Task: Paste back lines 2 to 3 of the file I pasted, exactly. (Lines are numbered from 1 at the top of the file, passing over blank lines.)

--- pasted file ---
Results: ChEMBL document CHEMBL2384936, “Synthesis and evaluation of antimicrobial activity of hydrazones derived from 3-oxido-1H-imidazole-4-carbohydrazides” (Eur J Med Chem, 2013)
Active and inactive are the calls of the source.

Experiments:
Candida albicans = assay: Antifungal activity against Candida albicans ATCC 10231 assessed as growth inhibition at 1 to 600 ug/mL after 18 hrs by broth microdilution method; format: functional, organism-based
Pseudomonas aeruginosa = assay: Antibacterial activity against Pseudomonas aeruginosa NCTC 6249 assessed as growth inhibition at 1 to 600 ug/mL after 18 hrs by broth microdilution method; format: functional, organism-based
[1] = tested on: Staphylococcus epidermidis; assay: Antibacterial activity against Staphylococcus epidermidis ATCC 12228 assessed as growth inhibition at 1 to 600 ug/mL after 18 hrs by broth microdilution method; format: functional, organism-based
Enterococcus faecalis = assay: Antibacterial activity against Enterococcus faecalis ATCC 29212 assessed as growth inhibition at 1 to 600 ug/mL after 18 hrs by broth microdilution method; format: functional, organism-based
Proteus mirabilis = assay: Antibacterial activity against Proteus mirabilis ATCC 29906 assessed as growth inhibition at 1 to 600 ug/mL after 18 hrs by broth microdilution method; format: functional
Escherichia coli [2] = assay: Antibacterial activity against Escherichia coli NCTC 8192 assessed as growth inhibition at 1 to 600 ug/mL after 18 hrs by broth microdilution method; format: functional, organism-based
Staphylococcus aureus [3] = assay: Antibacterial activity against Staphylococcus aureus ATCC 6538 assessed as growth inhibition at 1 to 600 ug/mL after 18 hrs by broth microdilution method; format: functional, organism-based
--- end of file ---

Active and inactive are the calls of the source.

Experiments: